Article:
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Applied Microbiology and Biotechnology

, Volume 56, Issue 5–6, pp 567–576 | Cite as

The use of micro-organisms for L-ascorbic acid production: current status and future perspectives

  •  R. Hancock
  •  R. Viola
Mini-Review

Abstract.

L-Ascorbic acid (L-AA) has been industrially produced for around 60 years in a primarily chemical process utilising D-glucose (D-glc) as starting material. Current world production is estimated at approximately 80,000 tonnes per annum with a worldwide market in excess of U.S. $600 million. We present a brief overview of research geared to exploiting micro-organisms for the industrial production of vitamin C, with emphasis on recent approaches using genetically engineered bacterial strains. We also discuss the potential for direct production of L-AA exploiting novel biochemical pathways with particular reference to yeast fermentations. The potential advantages of these novel approaches over current chemical and biotechnological processes are outlined.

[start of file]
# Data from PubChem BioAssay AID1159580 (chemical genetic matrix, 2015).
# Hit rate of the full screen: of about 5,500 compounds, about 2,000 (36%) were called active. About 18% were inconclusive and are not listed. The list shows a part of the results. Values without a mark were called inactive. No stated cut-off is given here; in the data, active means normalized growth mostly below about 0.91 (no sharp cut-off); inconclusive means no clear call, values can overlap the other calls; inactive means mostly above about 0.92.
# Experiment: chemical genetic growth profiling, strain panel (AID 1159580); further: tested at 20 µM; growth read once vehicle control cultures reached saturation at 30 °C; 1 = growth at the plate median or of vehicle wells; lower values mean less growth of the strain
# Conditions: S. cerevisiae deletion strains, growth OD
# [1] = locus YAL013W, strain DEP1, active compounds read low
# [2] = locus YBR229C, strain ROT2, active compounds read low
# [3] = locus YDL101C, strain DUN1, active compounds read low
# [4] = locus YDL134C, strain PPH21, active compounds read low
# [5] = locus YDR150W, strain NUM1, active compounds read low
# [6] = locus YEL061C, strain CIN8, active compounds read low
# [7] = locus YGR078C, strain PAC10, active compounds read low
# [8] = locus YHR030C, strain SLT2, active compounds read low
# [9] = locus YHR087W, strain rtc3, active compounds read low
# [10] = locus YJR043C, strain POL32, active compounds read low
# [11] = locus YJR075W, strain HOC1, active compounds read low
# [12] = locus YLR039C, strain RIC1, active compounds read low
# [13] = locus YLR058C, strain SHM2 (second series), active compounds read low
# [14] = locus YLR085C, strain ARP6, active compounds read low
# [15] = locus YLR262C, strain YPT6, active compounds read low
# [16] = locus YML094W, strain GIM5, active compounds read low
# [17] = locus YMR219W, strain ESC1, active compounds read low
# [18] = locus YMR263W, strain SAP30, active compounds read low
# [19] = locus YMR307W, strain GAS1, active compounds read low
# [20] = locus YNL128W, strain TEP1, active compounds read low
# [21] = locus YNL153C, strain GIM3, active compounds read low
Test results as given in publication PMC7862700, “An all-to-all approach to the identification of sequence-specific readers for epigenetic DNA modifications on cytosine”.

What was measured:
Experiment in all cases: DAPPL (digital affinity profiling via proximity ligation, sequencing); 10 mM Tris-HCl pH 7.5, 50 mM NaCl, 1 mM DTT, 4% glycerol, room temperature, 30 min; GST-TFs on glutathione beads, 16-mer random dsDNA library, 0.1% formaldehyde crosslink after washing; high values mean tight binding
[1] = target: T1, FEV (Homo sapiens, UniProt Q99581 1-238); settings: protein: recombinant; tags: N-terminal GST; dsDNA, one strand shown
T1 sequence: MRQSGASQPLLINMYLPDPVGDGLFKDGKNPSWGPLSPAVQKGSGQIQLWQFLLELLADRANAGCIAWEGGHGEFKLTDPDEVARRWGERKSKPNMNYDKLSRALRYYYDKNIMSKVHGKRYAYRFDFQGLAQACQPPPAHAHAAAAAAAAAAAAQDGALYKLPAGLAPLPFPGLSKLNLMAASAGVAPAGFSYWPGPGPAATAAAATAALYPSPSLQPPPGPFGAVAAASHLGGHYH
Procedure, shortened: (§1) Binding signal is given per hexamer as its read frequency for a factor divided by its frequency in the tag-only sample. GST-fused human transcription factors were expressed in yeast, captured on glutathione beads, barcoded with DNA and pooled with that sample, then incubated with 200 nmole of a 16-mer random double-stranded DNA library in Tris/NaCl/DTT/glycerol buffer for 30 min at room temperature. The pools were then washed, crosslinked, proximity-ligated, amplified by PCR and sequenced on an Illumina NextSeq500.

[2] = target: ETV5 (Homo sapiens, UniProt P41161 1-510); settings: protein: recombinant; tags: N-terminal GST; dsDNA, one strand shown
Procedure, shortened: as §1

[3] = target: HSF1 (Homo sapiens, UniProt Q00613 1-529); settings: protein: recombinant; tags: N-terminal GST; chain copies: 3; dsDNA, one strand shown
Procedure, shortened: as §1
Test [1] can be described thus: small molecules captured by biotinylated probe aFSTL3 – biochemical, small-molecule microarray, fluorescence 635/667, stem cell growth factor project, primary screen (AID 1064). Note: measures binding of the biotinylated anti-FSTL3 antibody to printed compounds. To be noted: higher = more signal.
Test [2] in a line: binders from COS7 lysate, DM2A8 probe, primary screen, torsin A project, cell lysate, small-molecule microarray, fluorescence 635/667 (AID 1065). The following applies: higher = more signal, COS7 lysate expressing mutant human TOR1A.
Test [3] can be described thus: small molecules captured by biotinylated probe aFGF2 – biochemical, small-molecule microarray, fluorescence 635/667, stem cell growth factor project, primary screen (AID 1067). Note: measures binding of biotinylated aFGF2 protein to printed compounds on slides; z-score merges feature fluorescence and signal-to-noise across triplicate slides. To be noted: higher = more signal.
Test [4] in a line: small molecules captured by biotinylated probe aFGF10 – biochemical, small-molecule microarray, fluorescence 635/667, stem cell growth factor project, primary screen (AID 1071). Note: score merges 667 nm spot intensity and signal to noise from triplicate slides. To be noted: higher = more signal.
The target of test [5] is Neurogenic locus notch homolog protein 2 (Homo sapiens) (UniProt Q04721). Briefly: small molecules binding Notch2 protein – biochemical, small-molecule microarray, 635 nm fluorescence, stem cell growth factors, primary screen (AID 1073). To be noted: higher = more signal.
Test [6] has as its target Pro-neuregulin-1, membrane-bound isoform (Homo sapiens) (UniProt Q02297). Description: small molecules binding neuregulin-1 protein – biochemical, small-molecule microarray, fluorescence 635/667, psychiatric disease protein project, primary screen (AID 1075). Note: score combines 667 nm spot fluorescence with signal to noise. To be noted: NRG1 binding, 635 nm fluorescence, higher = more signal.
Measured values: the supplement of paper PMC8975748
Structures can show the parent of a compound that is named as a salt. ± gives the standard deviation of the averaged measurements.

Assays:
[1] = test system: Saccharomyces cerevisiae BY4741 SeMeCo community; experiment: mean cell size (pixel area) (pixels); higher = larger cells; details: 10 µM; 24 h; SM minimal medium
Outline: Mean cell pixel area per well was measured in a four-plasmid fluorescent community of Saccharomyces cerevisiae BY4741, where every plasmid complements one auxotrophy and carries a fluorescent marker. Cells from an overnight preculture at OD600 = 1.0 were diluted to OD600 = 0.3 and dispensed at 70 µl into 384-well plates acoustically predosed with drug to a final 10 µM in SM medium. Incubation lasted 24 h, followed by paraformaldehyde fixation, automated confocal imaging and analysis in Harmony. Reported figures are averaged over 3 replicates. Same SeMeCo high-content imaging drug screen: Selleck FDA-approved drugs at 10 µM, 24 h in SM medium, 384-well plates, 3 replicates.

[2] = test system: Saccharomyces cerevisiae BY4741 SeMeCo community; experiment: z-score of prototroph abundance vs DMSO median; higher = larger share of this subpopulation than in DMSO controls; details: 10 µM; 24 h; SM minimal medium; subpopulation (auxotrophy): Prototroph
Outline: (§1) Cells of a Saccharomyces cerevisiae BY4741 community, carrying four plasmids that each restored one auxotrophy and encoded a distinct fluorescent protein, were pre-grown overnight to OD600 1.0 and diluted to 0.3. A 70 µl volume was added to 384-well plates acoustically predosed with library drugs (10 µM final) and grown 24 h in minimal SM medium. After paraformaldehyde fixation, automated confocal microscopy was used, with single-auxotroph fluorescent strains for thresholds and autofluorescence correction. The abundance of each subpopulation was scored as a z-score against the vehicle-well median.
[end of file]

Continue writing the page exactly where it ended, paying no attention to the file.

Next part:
Keywords

Fermentation Bacterial Strain Chemical Process Acid Production Industrial Production 
These keywords were added by machine and not by the authors. This process is experimental and the keywords may be updated as the learning algorithm improves.

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Copyright information

© Springer-Verlag 2001

Authors and Affiliations

  •  R. Hancock
    • 1
  •  R. Viola
    • 1
  1. 1.Division of Biochemistry and Cell Biology, Unit of Plant Biochemistry, Scottish Crop Research Institute, Invergowrie, Dundee DD2 5DA, UK

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